Why not exception: false which seems more standard and established, i.e., queue.pop(true, exception: false)? Too verbose/inconvenient?
Some related discussion in https://bugs.ruby-lang.org/issues/18774#note-11

Could also be a new method like pop_nonblock (like read_nonblock), not sure if a good idea but putting it out there for thoughts.

Updated by Eregon (Benoit Daloze) about 2 months ago

chrisseaton (Chris Seaton) wrote in #note-3:

I was going to comment that adding or removing multiple items from a queue is likely not great for implementation, as we'd need a lock to make that atomic (or some good ideas of how to do it otherwise.) But then I looked at TruffleRuby and even we're using a lock anyway, so nothing here is a problem.

It could be though.

At some point TruffleRuby used Java's LinkedBlockingQueue (removed in this PR because it's hard to implement Queue#num_waiting without poking in JVM internals) and JRuby currently uses a variant of it, which are non-blocking queue implementations, so they (typically) cannot do multiple operations (push, pop, ...) atomically.
(there are also trade-offs with a non-blocking queue as it might be slower in single-threaded/low contention cases, e.g. https://github.com/oracle/truffleruby/issues/595)

Java's LinkedBlockingQueue also doesn't seem to implement addAll() so it's just the default implementation adding one by one, hence addAll() is not atomic and the added elements might be interleaved with another thread's pushed elements.
That might be an indication a batch push/pop is not that big a gain or too problematic for contention.

Updated by byroot (Jean Boussier) about 2 months ago

That would mean basically ignoring the timeout, not great.

Maybe my writing wasn't clear. I don't suggest to ignore the timeout, but to either append all items or none. If there isn't enough space available, wait for as long as the timeout allows you to.

I think for these batch push/pop, they should be motivated with benchmarks (ideally based on some real use-case) and a proof-of-concept PR.

Like the previous changes I requested on queue, this is motivated by a real world use case, basically I'd like to use a SizedQueue in this code: https://github.com/Shopify/statsd-instrument/blob/da8a74c7fbe8fdd421aa1df7eda2a996bc7c3f11/lib/statsd/instrument/batched_udp_sink.rb#L93-L123

This library has a background thread that monitors a queue, everytime the queue has X items or that Y seconds have passed, it flushes the queue and emit statsd events.

I can try implementing the suggested feature and then benchmark that code using it.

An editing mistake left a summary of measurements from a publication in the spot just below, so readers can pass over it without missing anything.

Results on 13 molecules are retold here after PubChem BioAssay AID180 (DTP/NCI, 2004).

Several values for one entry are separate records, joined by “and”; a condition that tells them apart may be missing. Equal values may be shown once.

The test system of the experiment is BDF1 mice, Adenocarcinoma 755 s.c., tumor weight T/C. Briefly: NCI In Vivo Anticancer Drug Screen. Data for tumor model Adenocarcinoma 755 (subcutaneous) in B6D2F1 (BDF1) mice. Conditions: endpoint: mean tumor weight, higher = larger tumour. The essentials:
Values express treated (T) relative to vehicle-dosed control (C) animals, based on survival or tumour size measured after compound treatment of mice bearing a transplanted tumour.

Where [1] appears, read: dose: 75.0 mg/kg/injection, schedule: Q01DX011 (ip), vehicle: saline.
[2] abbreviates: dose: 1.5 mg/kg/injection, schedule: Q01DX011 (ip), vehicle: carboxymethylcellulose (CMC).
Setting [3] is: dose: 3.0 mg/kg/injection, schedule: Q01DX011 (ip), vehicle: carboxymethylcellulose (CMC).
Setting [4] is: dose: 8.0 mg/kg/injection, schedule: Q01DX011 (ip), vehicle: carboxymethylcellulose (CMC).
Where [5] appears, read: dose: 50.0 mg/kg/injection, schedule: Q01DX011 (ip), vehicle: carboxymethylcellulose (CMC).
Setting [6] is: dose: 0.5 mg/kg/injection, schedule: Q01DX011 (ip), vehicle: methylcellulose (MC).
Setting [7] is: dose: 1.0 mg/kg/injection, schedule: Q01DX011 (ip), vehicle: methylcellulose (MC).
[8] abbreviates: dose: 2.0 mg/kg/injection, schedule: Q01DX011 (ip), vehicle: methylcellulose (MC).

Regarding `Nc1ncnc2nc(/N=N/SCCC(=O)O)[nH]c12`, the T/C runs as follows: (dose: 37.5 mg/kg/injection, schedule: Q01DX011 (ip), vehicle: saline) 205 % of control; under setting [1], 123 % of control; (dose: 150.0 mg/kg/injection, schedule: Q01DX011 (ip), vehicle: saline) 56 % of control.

The kwarg seems a bit confusing given the existing positional arg (Queue#pop(non_block=false)).

Indeed, in my mind the positional argument would be somewhat deprecated.

Is there any core method currently with a nonblock keyword argument?

I don't think so.

Why not exception: false which seems more standard and established, i.e., queue.pop(true, exception: false)? Too verbose/inconvenient?

I think the main reason is that I don't like that positional argument. But yes exception: false would be consistent with IO#read_nonblock, except that if passed alone it does nothing, which is awkward.

so it's just the default implementation adding one by one, hence addAll() is not atomic

I don't think that's really a problem, at least not for the use cases I envision, of a background thread collecting work and processing it in batches. Worst case if it's not atomic, the background thread will get the first element, and then get the rest on its next pop.

Updated by byroot (Jean Boussier) about 2 months ago

Also note that I did a single ticket for 3 somewhat related features, but if concat (aka batch push) is deemed undesirable, is doesn't prevent from going ahead with the other two suggested features.

Updated by byroot (Jean Boussier) about 2 months ago

So I implemented pop(:count) https://github.com/ruby/ruby/pull/6257

And benchmarked it against my somewhat realistic benchmark: https://github.com/Shopify/statsd-instrument/pull/315

The TL;DR; is that this benchmark is mostly bound on UDPSocket#send and some string concatenation, Queue#pop(true) only account for 0.3% of runtime, so pop(count: ) bringing that share down to 0.08% doesn't make any visible difference on the overall benchmark.

Whether or not that improvement would show on different (non-micro) benchmark is unclear.

Updated by Eregon (Benoit Daloze) about 2 months ago

Thank you for the benchmark.